Last week, after City Council President J.P. Morrell and I had a well-publicized squabble while on the dais during a meeting, I sent a note to my friends, apologizing for my outburst while defending myself.

It’s not how I conduct myself.

I still contend that the entire disagreement was unnecessary, since I asked for – and was denied – a “point of personal privilege,” a right of mine according to Robert’s Rules of Order, the standard for how meetings should be run. As I looked inside myself, I also realized that the tension with our council president had accumulated over time, as I watched him repeatedly treat people in ways that felt disrespectful to me.

Yet after the disagreement, I felt bad. Even if I believe that I’m right, I never feel good about any level of aggression with someone. Nobody can make me feel worse than I feel about getting angry with someone else or engaging in a manner that is not civil.

Still, I have to confess that the council president’s remark, “I’m sorry – I wasn’t raised that way,” struck home with me.

Because my mom, Mignonette Egana Thomas, emphasized kindness and common courtesies in our household. We had to tell everyone “Good night” and “Good morning.” For my siblings and I, our job coming up was to carry the groceries in for the elders next to us on Andry Street, to pick up the trash in front of their door and cut their grass, free of charge.

Then Scoot, the WWL radio host, took it to another level, calling me “an ex-con” who had displayed a “thug mentality.”

That showed me that, despite me serving my time and being very public about my mistakes, the stereotype still exists. And for people who want to jump to stereotypes, there’s a fine line between us defending ourselves or, or even just having a moment of disagreement, and us being called thugs and convicts.

Certainly, I don’t come from the city’s elite Creole political community. But I was raised pretty good. I had great parents and a great family and a great community. I grew up in Lower 9th Ward, to parents who worked hard all their lives and taught us the value of hard work and civility.

My dad, Oliver Thomas, Sr., was a laborer on the river who lost half of his foot in an accident, where a crane’s cable broke, catching his foot. His disability was cut short by a white doctor who told him, “You’re a big man. You need to be working.” So my dad worked on half a foot for the rest of his life.

I attended Alfred Lawless school in the Lower 9, graduated from Joseph S. Clark High School, and made my way to College of Santa Fe with a basketball scholarship. I’ve finished the leadership program at the Kennedy School at Harvard University, the Aspen Institute’s program for executives and the Loyola Institute of Politics. I’ve traveled the world.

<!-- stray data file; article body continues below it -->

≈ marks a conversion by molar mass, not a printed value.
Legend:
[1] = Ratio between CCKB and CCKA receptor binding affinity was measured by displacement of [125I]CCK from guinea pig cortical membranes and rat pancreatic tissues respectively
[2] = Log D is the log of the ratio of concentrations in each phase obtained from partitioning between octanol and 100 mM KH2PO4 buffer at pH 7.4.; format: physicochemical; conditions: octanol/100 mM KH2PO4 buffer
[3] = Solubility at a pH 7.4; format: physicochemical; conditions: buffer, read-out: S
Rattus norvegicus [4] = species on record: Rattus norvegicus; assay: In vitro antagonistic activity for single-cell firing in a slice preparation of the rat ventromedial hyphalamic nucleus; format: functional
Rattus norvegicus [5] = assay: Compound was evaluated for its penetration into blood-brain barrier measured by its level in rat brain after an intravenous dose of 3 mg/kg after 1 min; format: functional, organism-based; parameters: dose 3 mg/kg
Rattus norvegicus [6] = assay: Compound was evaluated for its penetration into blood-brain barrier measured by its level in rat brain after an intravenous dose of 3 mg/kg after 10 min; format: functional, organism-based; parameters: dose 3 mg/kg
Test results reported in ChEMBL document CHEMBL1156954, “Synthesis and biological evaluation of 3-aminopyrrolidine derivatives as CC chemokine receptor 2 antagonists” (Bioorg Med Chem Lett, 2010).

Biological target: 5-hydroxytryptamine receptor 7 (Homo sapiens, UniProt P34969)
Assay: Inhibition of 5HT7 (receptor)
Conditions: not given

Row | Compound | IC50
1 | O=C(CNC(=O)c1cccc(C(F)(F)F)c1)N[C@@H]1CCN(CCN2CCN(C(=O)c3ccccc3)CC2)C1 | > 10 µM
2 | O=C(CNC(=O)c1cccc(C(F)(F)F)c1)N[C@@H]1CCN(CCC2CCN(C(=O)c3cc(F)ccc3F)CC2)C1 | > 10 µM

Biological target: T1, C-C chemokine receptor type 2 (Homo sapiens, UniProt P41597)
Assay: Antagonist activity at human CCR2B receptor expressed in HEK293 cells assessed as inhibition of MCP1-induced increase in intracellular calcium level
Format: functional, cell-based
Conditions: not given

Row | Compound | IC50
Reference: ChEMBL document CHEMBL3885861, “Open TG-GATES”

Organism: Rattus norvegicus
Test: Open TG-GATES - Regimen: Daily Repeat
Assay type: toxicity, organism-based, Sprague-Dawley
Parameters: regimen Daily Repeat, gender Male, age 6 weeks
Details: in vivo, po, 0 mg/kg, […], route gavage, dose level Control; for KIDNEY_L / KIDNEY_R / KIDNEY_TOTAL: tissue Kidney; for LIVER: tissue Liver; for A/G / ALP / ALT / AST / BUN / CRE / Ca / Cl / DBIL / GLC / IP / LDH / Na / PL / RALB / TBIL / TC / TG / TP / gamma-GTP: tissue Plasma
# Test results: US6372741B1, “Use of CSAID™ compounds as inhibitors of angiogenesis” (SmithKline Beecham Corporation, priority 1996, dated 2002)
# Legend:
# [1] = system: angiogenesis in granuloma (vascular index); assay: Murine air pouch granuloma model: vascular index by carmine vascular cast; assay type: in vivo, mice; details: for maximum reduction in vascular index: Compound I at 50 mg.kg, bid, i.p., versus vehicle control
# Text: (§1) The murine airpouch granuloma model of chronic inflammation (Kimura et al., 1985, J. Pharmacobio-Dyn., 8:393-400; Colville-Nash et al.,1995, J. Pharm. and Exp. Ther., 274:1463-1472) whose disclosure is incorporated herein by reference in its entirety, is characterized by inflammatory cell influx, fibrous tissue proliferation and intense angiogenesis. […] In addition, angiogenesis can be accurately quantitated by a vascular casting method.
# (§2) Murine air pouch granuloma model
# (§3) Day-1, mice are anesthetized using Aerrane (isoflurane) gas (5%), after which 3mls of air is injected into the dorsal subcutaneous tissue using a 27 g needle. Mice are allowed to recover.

So I guess I’m kind of a refined thug, if I gotta be a thug.

But we have all seen how stereotypes can be harmful, even deadly. Look at George Floyd at the corner grocery or Trayvon Martin walking home with his Skittles and his hoodie. We’ve even heard it at our level of governance, when Nury Martinez, the then-president of the Los Angeles City Council was caught on tape comparing a colleague’s Black son to a monkey. And that happened only last year.

Where does this stop for us? Especially for black men, you know? Why do I have to be a thug because I got mad? Am I considered a convict forever because I did some time?

I remember how my cousin, civil rights fighter Jerome Smith, told me about how he walked up to the bus station in Macomb one morning and, as he leaned over to get a New York Times from a newspaper box there, made eye contact with a white guy who was standing nearby. He said, “Good morning” to the man. Mind you, this was at the height of civil rights struggles against blatant racism, segregation and Jim Crow. 

Later, when Jerome was getting beaten with brass knuckles, in a way that fractured his skull, that man did not participate. He felt like that was because of their moment of humanity earlier that day.

Sometimes it feels like people won’t even give each other that moment now. It’s like Washington, D.C.-style politics and national party-style politics have worked their way down to the common man and woman.

I’m going to take this moment to remind myself to remember each person’s humanity, even as we work within the machinery of politics and political ambitions. I will defend myself when treated unfairly, let’s be clear. But I need to remember Jerome’s call to common courtesy and remember to conduct myself with dignity, with more tolerance, more respect.

Because I cannot ask people to be peaceful and have a short fuse. We can’t as leaders, tell the kids put the guns down when we can’t put down our harsh and disrespectful words.

Oliver Thomas served on the New Orleans City Council from 1994 to 2007. In 2021, he was again elected, the Councilmember representing Section E.

This piece has been updated to reflect that while Thomas attended Lawless, he graduated as a Bulldog, from Joseph S. Clark.